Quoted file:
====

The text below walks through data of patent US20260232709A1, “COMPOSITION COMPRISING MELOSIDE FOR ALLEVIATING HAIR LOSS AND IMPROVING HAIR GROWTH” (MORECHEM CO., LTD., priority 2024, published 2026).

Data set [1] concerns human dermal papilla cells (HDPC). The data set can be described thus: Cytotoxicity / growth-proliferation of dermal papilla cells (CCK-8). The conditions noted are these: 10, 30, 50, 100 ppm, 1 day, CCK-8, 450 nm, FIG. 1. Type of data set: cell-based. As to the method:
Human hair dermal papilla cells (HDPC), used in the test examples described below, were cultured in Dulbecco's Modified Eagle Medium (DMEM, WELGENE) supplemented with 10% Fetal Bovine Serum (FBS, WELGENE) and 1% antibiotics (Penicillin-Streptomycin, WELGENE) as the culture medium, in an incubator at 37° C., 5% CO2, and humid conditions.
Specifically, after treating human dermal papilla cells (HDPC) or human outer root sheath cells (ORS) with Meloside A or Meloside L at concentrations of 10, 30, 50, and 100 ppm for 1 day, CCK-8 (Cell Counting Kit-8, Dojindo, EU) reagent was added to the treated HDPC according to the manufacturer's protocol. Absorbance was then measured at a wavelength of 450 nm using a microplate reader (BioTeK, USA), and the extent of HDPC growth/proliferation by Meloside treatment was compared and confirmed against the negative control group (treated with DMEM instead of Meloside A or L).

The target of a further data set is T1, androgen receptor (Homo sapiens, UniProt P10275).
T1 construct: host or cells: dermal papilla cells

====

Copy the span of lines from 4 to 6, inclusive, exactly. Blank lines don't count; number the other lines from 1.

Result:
Specifically, after treating human dermal papilla cells (HDPC) or human outer root sheath cells (ORS) with Meloside A or Meloside L at concentrations of 10, 30, 50, and 100 ppm for 1 day, CCK-8 (Cell Counting Kit-8, Dojindo, EU) reagent was added to the treated HDPC according to the manufacturer's protocol. Absorbance was then measured at a wavelength of 450 nm using a microplate reader (BioTeK, USA), and the extent of HDPC growth/proliferation by Meloside treatment was compared and confirmed against the negative control group (treated with DMEM instead of Meloside A or L).

The target of a further data set is T1, androgen receptor (Homo sapiens, UniProt P10275).
T1 construct: host or cells: dermal papilla cells